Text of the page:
In support of what emerged from the FAO summit in June 2023, the report “Food system impacts on biodiversity loss”, published on 3 February by the British study center Chatham House with the collaboration of the United Nations Environment Program (Unep) and Compassion in world farming, one of the largest international organizations for animal welfare.
The current commercial distribution system that favors large quantities of a few varieties certainly does not play in favor of biodiversity. After all, the standardization of the offer is under our eyes every day; just think that when you go shopping in supermarkets not only do you find a few species of fruit or vegetables but there are almost no more varieties of these and, above all, knowledge of them has been lost. If we were to ask a young farmer or consumer a series of fruit varieties that our ancestors cultivated, the answer could be very embarrassing.
Unfortunately, the few current varieties have been selected because they are easier to keep, bigger and more colourful: in a word, because they are more attractive and the consumer prefers them, but they are neither the best nor the most resistant; they are just more beautiful to look at and represent that emptiness of form so dear to our current civilization.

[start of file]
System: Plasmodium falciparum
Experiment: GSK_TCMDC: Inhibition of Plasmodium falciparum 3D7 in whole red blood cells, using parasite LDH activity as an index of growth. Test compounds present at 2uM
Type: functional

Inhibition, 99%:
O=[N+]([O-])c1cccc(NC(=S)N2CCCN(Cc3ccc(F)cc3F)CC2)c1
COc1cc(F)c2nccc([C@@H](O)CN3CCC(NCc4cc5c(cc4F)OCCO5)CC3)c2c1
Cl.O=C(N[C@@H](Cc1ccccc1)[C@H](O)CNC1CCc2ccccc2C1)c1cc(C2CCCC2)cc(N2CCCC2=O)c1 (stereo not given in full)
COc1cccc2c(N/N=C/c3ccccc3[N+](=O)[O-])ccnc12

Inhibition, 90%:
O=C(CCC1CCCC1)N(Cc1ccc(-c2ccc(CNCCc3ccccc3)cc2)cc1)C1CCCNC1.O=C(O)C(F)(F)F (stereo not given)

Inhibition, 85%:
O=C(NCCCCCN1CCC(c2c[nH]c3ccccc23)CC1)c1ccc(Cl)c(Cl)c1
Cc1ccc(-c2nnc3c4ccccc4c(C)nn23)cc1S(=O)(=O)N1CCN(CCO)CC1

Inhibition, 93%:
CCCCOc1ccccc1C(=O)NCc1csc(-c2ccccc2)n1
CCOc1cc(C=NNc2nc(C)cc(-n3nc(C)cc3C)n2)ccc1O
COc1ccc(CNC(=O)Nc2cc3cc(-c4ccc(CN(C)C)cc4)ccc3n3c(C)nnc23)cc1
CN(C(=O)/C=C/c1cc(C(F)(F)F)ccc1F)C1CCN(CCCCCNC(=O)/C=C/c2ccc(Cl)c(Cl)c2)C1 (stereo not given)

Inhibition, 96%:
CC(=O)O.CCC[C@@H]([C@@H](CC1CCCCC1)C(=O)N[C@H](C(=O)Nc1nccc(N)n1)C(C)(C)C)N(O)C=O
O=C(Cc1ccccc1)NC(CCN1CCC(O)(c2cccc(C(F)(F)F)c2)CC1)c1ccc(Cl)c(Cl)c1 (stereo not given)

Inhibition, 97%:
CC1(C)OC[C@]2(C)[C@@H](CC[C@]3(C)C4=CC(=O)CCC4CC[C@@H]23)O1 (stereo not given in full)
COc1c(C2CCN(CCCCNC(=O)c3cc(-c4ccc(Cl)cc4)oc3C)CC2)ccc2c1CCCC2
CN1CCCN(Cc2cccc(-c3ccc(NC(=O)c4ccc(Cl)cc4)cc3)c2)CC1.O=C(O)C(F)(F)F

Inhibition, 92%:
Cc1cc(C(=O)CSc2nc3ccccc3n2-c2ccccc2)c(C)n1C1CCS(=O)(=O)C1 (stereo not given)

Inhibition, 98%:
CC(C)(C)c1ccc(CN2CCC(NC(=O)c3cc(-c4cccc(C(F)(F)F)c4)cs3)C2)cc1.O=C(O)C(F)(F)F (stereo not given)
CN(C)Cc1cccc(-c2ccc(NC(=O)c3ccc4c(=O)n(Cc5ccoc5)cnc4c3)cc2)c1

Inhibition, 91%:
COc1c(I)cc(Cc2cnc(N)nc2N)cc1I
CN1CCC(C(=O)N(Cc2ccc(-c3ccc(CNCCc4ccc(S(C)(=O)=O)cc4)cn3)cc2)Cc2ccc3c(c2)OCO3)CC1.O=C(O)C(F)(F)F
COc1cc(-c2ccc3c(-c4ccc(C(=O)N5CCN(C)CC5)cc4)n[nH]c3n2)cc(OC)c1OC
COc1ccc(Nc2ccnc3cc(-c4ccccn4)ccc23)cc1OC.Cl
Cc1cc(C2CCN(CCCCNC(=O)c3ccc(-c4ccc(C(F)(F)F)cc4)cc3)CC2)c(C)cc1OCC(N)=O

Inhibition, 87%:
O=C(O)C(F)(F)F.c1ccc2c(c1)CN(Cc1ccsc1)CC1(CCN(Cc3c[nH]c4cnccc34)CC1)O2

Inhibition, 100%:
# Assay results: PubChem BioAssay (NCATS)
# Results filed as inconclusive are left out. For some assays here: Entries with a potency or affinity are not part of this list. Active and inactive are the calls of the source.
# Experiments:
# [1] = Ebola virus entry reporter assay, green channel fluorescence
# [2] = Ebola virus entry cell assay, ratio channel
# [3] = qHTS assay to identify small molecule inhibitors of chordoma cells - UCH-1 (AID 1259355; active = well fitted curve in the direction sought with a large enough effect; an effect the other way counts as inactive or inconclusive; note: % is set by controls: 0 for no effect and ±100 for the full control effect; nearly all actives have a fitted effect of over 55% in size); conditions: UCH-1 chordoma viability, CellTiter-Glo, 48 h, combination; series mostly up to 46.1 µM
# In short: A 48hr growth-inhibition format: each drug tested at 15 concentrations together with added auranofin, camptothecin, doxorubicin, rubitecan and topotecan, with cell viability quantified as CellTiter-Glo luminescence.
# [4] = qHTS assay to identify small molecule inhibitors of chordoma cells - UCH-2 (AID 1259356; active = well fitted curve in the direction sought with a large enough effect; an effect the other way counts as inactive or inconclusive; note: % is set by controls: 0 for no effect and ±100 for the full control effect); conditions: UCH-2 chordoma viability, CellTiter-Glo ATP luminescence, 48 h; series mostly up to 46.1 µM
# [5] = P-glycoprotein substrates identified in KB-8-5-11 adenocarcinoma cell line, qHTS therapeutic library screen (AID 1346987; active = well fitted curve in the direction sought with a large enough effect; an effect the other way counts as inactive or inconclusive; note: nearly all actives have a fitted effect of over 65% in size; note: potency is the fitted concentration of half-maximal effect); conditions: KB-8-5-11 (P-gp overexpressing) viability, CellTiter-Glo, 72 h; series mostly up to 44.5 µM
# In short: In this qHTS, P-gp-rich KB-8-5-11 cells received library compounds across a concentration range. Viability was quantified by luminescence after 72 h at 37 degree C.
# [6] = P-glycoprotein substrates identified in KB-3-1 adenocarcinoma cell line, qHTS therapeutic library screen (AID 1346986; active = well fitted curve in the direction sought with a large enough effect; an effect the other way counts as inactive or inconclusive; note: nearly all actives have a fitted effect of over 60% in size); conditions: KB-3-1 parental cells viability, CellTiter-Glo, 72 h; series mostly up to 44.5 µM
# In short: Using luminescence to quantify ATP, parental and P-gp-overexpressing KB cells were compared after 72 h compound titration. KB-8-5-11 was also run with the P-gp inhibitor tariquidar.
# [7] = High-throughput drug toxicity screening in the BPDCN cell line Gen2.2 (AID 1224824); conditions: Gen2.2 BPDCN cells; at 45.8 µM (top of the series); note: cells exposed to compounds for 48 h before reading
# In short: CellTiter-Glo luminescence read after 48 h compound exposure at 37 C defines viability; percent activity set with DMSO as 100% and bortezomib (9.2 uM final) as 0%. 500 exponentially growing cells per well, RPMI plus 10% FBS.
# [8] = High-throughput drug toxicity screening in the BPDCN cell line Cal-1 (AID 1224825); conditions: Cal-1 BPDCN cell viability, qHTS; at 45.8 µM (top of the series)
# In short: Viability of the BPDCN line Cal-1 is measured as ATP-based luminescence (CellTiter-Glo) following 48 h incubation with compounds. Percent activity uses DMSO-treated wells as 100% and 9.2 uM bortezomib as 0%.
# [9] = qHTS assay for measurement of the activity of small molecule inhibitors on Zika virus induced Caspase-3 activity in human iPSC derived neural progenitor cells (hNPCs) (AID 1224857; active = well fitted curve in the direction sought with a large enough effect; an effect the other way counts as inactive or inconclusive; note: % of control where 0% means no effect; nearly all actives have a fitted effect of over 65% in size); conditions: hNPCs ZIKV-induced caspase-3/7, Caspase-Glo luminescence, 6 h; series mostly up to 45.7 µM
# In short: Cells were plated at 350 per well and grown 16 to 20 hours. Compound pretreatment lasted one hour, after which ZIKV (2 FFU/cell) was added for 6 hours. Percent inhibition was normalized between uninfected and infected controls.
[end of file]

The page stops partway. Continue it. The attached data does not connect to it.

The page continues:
We are faced with the loss of a food but above all cultural heritage: the fruits speak of the territory and of those who cultivate it; biodiversity is precious for the conservation of the environment. In these conditions, with the climate changes underway changing the scenario we are used to, the risk of extinction of other species is more than a hypothesis.
That’s why there isn’t much time to waste.
Those who still resist the idea of the need for an agroecological transition, as if it were a romantic thing or linked to small family productions, must be answered with facts, certainly not of a scientific type (those are firmly established, even if little disclosed) in the texts of agroecology.
It is necessary to invest in knowledge of these species (at least those remaining), in cultivation techniques, intercropping, multiplication, etc.
We must go back to the fields; we need to get off the ivory towers of a certain type of research which, since the second half of the last century, has perched behind the professorships, no longer dialoguing, neither with farmers nor with future agronomists nor, much less, with the citizens.
Obviously there are virtuous exceptions (generalizing is one of the too easy sports) but they are too isolated and risk not implementing virtuous paths.
It is also necessary to work for the multifunctionality of farms to open a window to small farmers and breeders – who have the desire and the interest to recover the old species to improve the quality and variety of the offer – for whom new ones have emerged market channels thanks to direct sales to consumers, Solidarity Purchasing Groups and other distribution systems, to cite the European strategy, of the Farm to Fork type.
We need to sensitize not only farmers, technicians and researchers, as well as citizens but also a political class that is too distant from these concepts and too ill-informed by dissemination systems and interests very far from this knowledge. Of that knowledge that only nature can give and that we are in danger of losing as we move away from it.

Guido Bissanti